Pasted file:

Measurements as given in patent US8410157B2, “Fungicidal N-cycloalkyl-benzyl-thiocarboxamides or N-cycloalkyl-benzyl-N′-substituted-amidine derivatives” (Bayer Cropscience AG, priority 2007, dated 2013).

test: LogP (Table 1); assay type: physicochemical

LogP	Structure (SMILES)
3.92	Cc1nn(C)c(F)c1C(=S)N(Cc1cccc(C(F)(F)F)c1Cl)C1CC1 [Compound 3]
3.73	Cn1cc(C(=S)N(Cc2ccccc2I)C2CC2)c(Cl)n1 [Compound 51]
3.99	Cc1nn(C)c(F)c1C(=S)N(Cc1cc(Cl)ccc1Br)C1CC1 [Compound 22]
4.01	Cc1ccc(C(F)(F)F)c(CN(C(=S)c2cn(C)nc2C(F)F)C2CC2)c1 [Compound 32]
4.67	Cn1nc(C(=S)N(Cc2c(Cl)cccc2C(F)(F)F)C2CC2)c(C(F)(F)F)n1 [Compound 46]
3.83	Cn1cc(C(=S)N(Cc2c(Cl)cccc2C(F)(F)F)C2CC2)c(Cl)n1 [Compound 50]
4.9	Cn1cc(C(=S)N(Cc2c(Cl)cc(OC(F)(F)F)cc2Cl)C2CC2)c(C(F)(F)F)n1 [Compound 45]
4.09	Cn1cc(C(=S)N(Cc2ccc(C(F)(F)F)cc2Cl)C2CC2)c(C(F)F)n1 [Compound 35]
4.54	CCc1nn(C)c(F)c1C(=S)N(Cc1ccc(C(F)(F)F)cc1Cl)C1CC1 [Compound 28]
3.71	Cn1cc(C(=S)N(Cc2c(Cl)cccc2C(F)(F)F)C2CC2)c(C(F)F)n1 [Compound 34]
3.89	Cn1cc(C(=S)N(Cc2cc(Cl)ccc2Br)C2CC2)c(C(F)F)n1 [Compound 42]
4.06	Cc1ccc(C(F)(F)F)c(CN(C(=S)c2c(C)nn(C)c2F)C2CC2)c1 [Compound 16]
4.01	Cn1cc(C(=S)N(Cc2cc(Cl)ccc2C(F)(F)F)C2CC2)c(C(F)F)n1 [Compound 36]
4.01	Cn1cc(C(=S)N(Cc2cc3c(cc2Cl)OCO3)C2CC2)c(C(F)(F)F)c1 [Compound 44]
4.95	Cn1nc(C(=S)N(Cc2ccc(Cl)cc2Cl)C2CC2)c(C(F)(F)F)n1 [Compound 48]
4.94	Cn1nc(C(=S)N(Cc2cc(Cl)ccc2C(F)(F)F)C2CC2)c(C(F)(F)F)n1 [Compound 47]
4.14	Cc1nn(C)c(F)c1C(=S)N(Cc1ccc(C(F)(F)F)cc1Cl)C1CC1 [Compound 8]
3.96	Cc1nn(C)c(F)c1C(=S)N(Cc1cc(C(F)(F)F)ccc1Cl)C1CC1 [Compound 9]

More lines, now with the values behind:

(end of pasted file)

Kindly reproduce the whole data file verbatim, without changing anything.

Measurements as given in patent US8410157B2, “Fungicidal N-cycloalkyl-benzyl-thiocarboxamides or N-cycloalkyl-benzyl-N′-substituted-amidine derivatives” (Bayer Cropscience AG, priority 2007, dated 2013).

test: LogP (Table 1); assay type: physicochemical

LogP	Structure (SMILES)
3.92	Cc1nn(C)c(F)c1C(=S)N(Cc1cccc(C(F)(F)F)c1Cl)C1CC1 [Compound 3]
3.73	Cn1cc(C(=S)N(Cc2ccccc2I)C2CC2)c(Cl)n1 [Compound 51]
3.99	Cc1nn(C)c(F)c1C(=S)N(Cc1cc(Cl)ccc1Br)C1CC1 [Compound 22]
4.01	Cc1ccc(C(F)(F)F)c(CN(C(=S)c2cn(C)nc2C(F)F)C2CC2)c1 [Compound 32]
4.67	Cn1nc(C(=S)N(Cc2c(Cl)cccc2C(F)(F)F)C2CC2)c(C(F)(F)F)n1 [Compound 46]
3.83	Cn1cc(C(=S)N(Cc2c(Cl)cccc2C(F)(F)F)C2CC2)c(Cl)n1 [Compound 50]
4.9	Cn1cc(C(=S)N(Cc2c(Cl)cc(OC(F)(F)F)cc2Cl)C2CC2)c(C(F)(F)F)n1 [Compound 45]
4.09	Cn1cc(C(=S)N(Cc2ccc(C(F)(F)F)cc2Cl)C2CC2)c(C(F)F)n1 [Compound 35]
4.54	CCc1nn(C)c(F)c1C(=S)N(Cc1ccc(C(F)(F)F)cc1Cl)C1CC1 [Compound 28]
3.71	Cn1cc(C(=S)N(Cc2c(Cl)cccc2C(F)(F)F)C2CC2)c(C(F)F)n1 [Compound 34]
3.89	Cn1cc(C(=S)N(Cc2cc(Cl)ccc2Br)C2CC2)c(C(F)F)n1 [Compound 42]
4.06	Cc1ccc(C(F)(F)F)c(CN(C(=S)c2c(C)nn(C)c2F)C2CC2)c1 [Compound 16]
4.01	Cn1cc(C(=S)N(Cc2cc(Cl)ccc2C(F)(F)F)C2CC2)c(C(F)F)n1 [Compound 36]
4.01	Cn1cc(C(=S)N(Cc2cc3c(cc2Cl)OCO3)C2CC2)c(C(F)(F)F)c1 [Compound 44]
4.95	Cn1nc(C(=S)N(Cc2ccc(Cl)cc2Cl)C2CC2)c(C(F)(F)F)n1 [Compound 48]
4.94	Cn1nc(C(=S)N(Cc2cc(Cl)ccc2C(F)(F)F)C2CC2)c(C(F)(F)F)n1 [Compound 47]
4.14	Cc1nn(C)c(F)c1C(=S)N(Cc1ccc(C(F)(F)F)cc1Cl)C1CC1 [Compound 8]
3.96	Cc1nn(C)c(F)c1C(=S)N(Cc1cc(C(F)(F)F)ccc1Cl)C1CC1 [Compound 9]

More lines, now with the values behind: